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Publication - Research and analysis

Coronavirus (COVID-19): children, young people and families - evidence summary - December 2020

Summary of Scottish and UK evidence on the impact of COVID-19 on the wellbeing of children and young people.

60 page PDF

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60 page PDF

732.5 kB

Coronavirus (COVID-19): children, young people and families - evidence summary - December 2020
10. Impact on families

60 page PDF

732.5 kB

10. Impact on families

The UNICEF Report discussed in Section 9 describes some of wider evidence about the impact of COVID-19 (and previous epidemics) on families.

Action for Children YouGov poll reveals anxiety about Christmas, particularly for families with low incomes (UK-wide)
Source: Action for Children
Date: 30 November 2020

A representative poll of UK parents conducted by Action for Children finds that some families, particularly those on low incomes, are anxious about Christmas this year. Data derives from a YouGov poll with a sample size of 1,060 parents of children aged 18 and under, and 1,031 children aged 6-15. Parent fieldwork was undertaken between 30th October and 4th November 2020, and with children between 30th October and 5th November 2020. The survey was carried out online. The figures have been weighted and are representative of all UK parents (aged 18+), and UK children (aged 6-15). Key findings:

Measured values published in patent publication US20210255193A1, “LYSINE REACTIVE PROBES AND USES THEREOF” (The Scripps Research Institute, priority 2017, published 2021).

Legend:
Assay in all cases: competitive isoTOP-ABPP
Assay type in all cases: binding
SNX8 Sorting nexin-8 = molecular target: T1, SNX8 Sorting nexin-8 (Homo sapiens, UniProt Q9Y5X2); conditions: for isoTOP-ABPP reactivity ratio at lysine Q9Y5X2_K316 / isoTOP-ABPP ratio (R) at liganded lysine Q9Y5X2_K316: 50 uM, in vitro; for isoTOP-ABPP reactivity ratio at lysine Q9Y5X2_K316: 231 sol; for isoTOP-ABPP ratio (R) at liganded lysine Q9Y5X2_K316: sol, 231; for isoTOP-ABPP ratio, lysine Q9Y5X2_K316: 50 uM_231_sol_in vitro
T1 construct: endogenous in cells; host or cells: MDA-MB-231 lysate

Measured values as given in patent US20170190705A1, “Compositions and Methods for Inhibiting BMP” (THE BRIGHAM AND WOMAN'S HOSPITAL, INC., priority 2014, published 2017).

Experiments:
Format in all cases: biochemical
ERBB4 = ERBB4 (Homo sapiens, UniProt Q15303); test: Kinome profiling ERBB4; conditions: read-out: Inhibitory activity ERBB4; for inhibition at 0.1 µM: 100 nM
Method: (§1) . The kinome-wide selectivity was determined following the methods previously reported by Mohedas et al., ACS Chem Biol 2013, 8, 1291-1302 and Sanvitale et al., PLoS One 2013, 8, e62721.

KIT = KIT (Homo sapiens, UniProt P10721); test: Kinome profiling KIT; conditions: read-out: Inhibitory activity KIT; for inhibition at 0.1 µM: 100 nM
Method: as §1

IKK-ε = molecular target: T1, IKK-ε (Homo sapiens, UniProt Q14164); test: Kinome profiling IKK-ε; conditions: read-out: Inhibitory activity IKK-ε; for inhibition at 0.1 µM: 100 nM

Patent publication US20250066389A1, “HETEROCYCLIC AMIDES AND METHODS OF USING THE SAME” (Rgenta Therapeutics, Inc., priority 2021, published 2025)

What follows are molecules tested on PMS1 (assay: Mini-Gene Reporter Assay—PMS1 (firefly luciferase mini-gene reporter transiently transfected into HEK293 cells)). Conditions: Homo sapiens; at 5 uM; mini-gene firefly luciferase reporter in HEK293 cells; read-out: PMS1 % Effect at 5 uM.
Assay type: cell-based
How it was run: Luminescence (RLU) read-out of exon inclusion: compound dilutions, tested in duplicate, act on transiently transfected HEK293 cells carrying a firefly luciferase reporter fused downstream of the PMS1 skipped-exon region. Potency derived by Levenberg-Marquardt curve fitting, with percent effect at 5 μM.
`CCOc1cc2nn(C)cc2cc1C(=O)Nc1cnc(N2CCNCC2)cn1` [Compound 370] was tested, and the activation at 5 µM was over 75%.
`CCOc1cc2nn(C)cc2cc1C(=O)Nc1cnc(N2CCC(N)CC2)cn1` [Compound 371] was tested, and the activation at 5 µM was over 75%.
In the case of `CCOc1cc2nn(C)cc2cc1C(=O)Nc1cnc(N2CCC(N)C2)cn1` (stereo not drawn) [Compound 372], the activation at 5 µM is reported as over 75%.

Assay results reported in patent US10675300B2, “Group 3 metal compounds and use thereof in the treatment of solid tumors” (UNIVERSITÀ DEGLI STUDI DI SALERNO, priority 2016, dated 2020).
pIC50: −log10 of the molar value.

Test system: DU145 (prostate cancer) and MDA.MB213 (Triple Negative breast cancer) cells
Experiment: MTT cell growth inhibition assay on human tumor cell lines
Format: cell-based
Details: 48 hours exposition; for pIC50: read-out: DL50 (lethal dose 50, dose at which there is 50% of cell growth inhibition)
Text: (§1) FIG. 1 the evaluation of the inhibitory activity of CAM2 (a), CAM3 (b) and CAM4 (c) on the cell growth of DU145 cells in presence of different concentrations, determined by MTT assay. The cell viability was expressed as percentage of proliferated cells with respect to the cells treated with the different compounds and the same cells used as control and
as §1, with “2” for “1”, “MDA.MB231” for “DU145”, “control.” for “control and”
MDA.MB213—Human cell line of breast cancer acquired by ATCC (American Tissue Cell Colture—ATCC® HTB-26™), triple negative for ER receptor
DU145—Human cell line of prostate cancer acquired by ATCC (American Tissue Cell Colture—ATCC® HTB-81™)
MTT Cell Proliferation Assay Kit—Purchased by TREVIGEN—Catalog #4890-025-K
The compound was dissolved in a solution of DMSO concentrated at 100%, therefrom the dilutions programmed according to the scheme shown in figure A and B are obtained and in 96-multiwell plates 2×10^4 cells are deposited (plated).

• Although most parents would not choose to cancel Christmas this year (77%), one in six (17%), and over half of children respondents (57%) think their parents will be worried about making it a happy time for their family.
  • There are many families who are in receipt of benefits for the first time. Nearly half (46%) of parents on Universal Credit surveyed are facing their first ever Christmas on the benefit. Of these, 41% wish they could cancel Christmas this year, while more than half (55%) reported plans to delay paying household bills, borrow money or sell belongings to pay for Christmas.